Posted:   Mar 22, 2001 - 5:21 AM   
 By:   Beatty   (Member)

Monkeys do not include apes. No monkeys are apes. No apes are monkeys.

------------------" TARGET=_blank> np: See it live! (Mostly!)

 Posted:   Mar 23, 2001 - 7:44 AM   
 By:   Marian Schedenig   (Member)

Thanks, that clears it up.

NP: Anton Bruckner: Symphony #6 (Münchner Philharmoniker, Sergiu Celibidache)

 Posted:   Mar 22, 2001 - 10:12 PM   
 By:   Beatty   (Member)

By the way, htere is a lot of monkey action going on at" TARGET=_blank>my desk.

------------------" TARGET=_blank> np: See it live! (Mostly!)

 Posted:   Mar 27, 2001 - 4:23 AM   
 By:   Thor   (Member)

Hmmm, where are all the rebuttals and explanations from the APE connaiseurs?

I was convinced that all the aforementioned questions jotted down by an APE amateur like myself (who have only seen the films twice) would spur more explanatory rebuttals like the one Marian provided above.

Come on now. Rocco?

Or could it be that I'm possibly right on-target with every question and that you are unwilling to provide any attempts on sound explanations?">

 Posted:   Mar 27, 2001 - 4:31 AM   
 By:   Eric Paddon   (Member)

Thor, there are no sound explanations for any of the Apes inconsistencies, other than the outside circumstances that caused sequels to be made without there ever having been anticipated in the first place. For instance, the presence of Brent on a rescue mission that makes no sense for Taylor only makes sense when we learn that they had to invent a new 20th century astronaut character for "Beneath" when Charlton Heston refused to do more than a cameo. Likewise, no commenting on the Apes speaking English was a deliberate decision on the part of the filmmakers after a meeting between Heston, Schaffner, and Zanuck who figured the audience would just accept it readily and that to dwell on it would tip off the ending too prematurely. It's easy to look at the production history of the Apes movies and realize why the inconsistencies happened, but explaining them in a story context like the Marvel Comics No-Prizes just isn't going to work no matter how hard one tries.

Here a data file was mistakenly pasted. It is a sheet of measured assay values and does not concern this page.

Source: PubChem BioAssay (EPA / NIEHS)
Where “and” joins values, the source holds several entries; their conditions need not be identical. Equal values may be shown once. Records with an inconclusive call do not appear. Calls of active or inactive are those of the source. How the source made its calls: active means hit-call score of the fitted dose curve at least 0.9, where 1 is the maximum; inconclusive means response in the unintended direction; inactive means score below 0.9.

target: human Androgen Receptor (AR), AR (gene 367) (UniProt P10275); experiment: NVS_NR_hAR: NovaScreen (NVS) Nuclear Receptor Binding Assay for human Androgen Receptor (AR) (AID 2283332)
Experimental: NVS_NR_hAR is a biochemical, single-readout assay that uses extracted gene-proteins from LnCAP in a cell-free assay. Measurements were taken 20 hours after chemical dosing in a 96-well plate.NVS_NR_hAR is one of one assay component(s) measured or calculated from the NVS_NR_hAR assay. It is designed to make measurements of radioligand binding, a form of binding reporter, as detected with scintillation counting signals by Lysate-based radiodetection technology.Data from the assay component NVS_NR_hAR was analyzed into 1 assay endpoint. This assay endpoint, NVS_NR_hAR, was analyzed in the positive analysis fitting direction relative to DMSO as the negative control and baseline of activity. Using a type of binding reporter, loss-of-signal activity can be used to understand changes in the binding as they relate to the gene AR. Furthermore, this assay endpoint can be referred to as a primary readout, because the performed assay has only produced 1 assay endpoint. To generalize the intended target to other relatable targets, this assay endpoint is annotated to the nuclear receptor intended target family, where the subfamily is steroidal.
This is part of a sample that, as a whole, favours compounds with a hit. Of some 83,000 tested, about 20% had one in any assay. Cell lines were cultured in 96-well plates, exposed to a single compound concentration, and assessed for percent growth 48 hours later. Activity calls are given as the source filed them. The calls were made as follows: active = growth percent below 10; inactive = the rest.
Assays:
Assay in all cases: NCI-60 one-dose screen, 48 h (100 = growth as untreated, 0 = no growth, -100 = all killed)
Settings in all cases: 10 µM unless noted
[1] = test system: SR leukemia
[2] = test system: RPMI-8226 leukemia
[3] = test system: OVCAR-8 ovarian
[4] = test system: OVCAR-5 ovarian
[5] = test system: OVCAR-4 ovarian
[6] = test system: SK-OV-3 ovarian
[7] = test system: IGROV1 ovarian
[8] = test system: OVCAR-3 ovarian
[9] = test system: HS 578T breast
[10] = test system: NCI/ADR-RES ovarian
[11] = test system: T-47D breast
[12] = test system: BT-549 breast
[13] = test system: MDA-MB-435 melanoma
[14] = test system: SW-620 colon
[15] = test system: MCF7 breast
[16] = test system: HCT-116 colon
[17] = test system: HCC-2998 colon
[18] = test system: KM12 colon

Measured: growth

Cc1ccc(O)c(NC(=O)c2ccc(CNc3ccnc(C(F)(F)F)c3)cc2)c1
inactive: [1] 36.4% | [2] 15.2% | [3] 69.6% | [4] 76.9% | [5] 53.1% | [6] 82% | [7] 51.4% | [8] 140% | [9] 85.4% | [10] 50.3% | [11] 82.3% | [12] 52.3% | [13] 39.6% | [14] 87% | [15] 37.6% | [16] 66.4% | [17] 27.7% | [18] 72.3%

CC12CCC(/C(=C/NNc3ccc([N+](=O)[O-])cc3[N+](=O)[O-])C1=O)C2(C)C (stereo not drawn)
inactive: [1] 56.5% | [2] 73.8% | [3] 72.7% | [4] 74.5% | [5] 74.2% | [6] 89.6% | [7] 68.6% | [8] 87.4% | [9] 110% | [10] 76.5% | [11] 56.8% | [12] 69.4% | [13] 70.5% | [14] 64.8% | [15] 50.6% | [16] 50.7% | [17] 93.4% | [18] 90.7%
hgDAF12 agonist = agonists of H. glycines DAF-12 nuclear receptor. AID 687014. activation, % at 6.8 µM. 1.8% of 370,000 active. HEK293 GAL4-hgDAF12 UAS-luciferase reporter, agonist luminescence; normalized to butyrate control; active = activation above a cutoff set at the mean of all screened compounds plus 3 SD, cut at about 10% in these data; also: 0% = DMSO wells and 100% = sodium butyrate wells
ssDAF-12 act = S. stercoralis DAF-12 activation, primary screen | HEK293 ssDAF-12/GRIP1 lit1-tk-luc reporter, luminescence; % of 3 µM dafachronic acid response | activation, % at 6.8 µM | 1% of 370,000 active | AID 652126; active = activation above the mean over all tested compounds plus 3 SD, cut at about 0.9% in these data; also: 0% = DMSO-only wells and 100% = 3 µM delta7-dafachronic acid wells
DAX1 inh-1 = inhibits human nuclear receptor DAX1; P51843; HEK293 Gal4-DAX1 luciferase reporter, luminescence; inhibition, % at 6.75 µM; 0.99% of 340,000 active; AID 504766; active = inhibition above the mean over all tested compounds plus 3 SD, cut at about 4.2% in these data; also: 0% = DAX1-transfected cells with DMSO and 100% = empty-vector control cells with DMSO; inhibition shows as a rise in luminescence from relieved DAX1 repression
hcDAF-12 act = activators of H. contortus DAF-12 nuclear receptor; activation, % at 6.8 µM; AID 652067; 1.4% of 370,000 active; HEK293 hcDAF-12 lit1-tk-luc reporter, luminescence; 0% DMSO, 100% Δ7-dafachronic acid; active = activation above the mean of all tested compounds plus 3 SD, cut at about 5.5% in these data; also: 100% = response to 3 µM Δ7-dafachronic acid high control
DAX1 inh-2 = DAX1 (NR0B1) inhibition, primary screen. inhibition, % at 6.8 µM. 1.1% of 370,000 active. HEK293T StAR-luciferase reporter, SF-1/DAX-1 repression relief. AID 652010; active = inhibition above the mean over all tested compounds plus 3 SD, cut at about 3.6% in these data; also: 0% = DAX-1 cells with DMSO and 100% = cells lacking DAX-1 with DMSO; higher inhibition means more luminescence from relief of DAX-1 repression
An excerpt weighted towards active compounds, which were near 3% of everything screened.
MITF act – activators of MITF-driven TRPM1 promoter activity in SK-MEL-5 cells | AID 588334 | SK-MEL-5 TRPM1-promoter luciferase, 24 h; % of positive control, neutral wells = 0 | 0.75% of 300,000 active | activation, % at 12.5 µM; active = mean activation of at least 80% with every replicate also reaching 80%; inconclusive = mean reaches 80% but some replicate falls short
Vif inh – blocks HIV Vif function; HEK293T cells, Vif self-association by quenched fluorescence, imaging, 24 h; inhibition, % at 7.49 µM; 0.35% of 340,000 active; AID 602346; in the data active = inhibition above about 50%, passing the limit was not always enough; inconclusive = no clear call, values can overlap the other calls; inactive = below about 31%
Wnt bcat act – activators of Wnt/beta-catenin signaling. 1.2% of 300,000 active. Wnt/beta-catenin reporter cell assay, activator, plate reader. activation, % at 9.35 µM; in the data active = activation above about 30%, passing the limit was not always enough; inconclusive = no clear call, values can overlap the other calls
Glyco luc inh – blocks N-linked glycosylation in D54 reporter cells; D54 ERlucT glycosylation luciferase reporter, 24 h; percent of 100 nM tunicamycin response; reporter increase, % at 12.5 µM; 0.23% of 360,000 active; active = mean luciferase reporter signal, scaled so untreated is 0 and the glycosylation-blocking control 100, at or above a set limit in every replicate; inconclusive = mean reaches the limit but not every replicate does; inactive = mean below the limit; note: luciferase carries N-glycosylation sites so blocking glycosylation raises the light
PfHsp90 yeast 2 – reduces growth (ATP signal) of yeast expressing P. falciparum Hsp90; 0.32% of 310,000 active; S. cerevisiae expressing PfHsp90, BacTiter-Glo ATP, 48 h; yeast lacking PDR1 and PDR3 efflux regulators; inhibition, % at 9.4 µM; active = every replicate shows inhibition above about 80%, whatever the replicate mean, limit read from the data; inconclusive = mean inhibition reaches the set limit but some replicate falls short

Posted:   Mar 27, 2001 - 6:01 AM   
 By:   H. Rocco   (Member)

Thor, your basic observations of the inconsistencies are correct. The reason I haven't chimed in before is because point-for-point, I can't really argue. A few years ago, I watched all the films back-to-back with an interested friend, and we noticed the same things.

We began to wonder if, perhaps, each individual picture is SUPPOSED to be inconsistent. The sequels were written by the great Paul Dehn, who certainly knew what he was doing from a craftsman's point of view. Even the first inconsistency, changing BENEATH's time-frame from 3978 to 3955, throws a wrench into the works. And, I rather think, a deliberate one.

One of Dehn's running themes throughout the sequels (alas, he did not fully script the dismal fifth film) was the mutability of time, the idea that the future can be changed. The whole concept of time travel is so dodgy anyway, the possible permutations are endless.

One could argue, persuasively I think, that EACH of the films operates in a SEPARATE time frame. But I will have to think about this some more. (One thought: certainly when Cornelius is discussing Aldo, the first ape to say "no," and when Dehn puts Aldo in CONQUEST, but gives Caesar all the action, I have no doubt he was up to something very specific. Again, I'll think some more.)

 Posted:   Aug 28, 2001 - 4:59 AM   
 By:   Thor   (Member)

What are some inconsistencies in the latest Burton film (if you disregard the ending)?

And I'm still waiting for someone to try an explanation of some of the intial queries...